What's next for the movie industry?
Here comes Hollywood, fresh off a dreadful year at the box office and ho-hum Oscars, hobbling into summer with a slew of . . . well, the same old stuff. Marquees will once again teem with titles like Mission: Impossible III, X-Men: The Last Stand, and The Fast and the Furious: Tokyo Drift. Next summer already has spots reserved for Spider-Man 3, Shrek 3, the third Pirates of the Caribbean — and possibly Rush Hour 3 and a third Bourne outing. Meanwhile, Harry Potter is about to matriculate for the fifth time, this summer’s Superman Returns marks the fifth big-screen iteration since 1978, a new Batman (the sixth since 1989) is in development, and so on. Crack open the Centrum Silver: The industry’s most familiar and dependable franchises are getting old.
And as we know, in Hollywood it’s risky to show your age. (The Fox movie studio, in fact, has performed plastic surgery on its franchise sequels, swapping out the numeric ”X3” title of its upcoming summer blockbuster for X-Men: The Last Stand and changing the name of Ice Age 2 to Ice Age: The Meltdown.) Even the best franchises tend to wither when extended past their prime. Often, the trouble kicks in the third time around. Over the past 10 years, the box office of part 3s has dropped an average of 21 percent from that of part 2s. Sometimes the falloff is precipitous: Witness Blade: Trinity (36 percent), Friday After Next (42 percent), The Matrix Revolutions (51 percent), Home Alone 3 (82 percent), and Free Willy 3: The Rescue (89 percent). Even the rare case of a box office uptick — Austin Powers in Goldmember or Spy Kids 3-D: Game Over, say — rarely leads to a fourth.
So as it fits its most precious franchises for dentures, Hollywood must be pretty nervous, right? Well, not really. The economic potential of franchise films is still irresistible to the studios. Often dubbed ”tentpoles” for how they can prop up a studio, these films remain a surging business in the post-Lord of the Rings era. Since 2002, franchise films have accounted for more than 20 percent of theatrical revenues (around $2 billion a year), up from 13 percent during the preceding three-year period. They can inject cash into each synergistic cranny of studios’ corporate empires, from videogames to TV networks to websites. Thanks largely to such cross-promotional efforts, Warner Bros. has earned an estimated $4 billion in total worldwide revenue from four Harry Potter films. Universal has cashed in by spinning Jurassic Park, The Mummy, and Van Helsing into theme-park gold. Disney went the reverse route with Pirates, squeezing hundreds of millions from a property that began as a Disneyland water ride and is promoted anew at the company’s theme parks.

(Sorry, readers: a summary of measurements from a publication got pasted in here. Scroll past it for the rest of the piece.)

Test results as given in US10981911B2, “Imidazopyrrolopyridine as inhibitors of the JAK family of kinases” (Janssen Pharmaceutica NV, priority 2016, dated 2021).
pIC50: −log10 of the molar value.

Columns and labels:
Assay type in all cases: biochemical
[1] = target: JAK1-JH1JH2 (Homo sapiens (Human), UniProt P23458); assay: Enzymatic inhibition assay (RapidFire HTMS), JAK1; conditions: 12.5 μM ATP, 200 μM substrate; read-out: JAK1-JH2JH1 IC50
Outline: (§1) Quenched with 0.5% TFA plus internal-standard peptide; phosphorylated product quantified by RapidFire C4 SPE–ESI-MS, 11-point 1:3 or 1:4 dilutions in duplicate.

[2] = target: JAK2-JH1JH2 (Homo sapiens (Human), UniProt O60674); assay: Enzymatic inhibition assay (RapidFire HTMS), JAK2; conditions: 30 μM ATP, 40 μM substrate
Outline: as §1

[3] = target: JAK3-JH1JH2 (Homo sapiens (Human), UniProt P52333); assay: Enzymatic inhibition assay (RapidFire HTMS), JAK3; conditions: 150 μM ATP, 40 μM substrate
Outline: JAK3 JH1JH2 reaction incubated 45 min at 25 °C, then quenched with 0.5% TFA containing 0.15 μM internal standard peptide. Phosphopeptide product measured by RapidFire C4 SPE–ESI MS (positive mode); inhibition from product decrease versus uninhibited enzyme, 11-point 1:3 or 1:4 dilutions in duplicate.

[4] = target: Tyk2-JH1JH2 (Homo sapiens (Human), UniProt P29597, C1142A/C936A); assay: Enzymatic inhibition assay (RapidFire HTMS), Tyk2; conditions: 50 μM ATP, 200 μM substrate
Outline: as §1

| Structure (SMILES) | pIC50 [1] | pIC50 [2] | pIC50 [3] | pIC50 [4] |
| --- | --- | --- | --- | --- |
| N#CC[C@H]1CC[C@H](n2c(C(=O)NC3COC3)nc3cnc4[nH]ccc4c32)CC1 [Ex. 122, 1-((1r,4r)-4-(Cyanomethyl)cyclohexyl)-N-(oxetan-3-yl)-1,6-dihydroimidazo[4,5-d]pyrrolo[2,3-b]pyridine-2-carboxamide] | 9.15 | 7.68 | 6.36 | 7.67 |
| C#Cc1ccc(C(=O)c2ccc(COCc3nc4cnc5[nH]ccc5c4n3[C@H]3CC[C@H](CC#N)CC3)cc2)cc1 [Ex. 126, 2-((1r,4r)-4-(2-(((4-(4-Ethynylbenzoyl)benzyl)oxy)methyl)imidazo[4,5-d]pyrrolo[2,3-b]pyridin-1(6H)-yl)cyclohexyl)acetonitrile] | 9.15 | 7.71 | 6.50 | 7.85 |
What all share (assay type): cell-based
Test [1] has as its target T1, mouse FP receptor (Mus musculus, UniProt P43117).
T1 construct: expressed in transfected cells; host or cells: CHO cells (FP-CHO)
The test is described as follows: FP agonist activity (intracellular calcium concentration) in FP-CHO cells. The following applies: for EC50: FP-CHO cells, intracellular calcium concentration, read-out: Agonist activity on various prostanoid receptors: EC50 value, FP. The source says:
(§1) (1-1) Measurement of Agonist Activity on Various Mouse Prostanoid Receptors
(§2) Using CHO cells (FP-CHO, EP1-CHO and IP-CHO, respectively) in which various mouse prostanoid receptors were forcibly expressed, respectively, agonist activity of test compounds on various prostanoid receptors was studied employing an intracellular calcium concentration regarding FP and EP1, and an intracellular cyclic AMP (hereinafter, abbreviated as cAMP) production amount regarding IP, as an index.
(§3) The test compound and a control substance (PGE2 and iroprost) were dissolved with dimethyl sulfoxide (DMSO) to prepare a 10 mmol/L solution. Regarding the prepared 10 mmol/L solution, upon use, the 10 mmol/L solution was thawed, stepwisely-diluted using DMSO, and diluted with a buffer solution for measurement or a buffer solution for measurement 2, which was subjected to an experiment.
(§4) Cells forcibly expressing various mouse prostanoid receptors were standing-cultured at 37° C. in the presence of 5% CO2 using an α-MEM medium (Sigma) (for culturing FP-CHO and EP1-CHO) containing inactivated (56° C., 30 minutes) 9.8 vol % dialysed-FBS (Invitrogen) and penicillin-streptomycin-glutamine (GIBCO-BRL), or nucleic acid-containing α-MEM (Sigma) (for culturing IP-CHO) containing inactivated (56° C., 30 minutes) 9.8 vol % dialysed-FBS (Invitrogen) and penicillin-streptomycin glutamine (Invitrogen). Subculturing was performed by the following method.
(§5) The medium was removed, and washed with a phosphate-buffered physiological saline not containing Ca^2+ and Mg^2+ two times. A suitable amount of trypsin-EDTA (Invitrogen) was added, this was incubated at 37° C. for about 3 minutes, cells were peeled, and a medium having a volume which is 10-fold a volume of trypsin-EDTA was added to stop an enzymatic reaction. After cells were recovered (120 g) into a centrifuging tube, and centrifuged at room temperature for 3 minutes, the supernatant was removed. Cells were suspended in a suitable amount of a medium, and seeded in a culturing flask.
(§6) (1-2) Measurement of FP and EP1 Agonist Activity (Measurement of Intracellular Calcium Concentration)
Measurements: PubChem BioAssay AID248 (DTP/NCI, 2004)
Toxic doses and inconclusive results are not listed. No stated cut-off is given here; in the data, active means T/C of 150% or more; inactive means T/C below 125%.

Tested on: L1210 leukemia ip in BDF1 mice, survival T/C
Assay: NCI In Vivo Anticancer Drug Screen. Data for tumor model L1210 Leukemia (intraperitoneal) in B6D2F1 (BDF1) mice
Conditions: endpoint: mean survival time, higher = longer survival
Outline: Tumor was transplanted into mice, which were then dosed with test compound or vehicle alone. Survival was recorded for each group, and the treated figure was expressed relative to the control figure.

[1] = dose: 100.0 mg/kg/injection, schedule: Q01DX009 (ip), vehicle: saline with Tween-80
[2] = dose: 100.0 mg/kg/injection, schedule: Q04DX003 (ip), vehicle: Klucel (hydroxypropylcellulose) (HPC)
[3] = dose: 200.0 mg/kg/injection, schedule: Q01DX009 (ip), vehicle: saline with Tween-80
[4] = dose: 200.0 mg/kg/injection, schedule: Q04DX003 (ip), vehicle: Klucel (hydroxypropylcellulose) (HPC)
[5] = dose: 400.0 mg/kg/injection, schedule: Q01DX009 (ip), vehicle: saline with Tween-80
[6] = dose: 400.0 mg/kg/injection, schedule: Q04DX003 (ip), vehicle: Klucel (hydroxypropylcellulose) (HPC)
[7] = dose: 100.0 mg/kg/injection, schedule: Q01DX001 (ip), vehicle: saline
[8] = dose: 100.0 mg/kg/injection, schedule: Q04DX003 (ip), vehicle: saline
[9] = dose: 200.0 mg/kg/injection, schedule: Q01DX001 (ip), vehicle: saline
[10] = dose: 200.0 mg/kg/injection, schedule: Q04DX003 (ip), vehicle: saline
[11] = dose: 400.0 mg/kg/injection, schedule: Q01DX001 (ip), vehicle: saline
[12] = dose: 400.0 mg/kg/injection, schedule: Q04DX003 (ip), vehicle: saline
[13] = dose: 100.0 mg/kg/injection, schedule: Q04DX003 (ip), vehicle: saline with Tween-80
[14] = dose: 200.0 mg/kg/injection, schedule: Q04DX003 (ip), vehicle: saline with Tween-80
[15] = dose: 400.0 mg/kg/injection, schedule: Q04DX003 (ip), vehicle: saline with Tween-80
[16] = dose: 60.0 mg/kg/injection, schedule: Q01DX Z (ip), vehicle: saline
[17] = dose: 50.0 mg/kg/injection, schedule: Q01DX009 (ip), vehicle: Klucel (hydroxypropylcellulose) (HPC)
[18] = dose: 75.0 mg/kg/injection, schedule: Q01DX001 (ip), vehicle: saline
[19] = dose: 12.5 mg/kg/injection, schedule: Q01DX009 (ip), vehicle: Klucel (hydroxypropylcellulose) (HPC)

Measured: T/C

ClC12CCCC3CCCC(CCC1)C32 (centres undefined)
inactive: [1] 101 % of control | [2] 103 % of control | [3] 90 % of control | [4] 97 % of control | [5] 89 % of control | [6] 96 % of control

Then there’s the home-viewing market. Event-movie DVD releases can mean major business — for example, 2003’s American Wedding, the third film in the American Pie series, scored $104 million in theaters, and a whopping $166 million on DVD. Better yet, more of those receipts fall to the bottom line, since studios typically control upward of 80 percent of DVD sales versus roughly 50 percent of theatrical revenues, which must be shared with movie theaters and gross participants.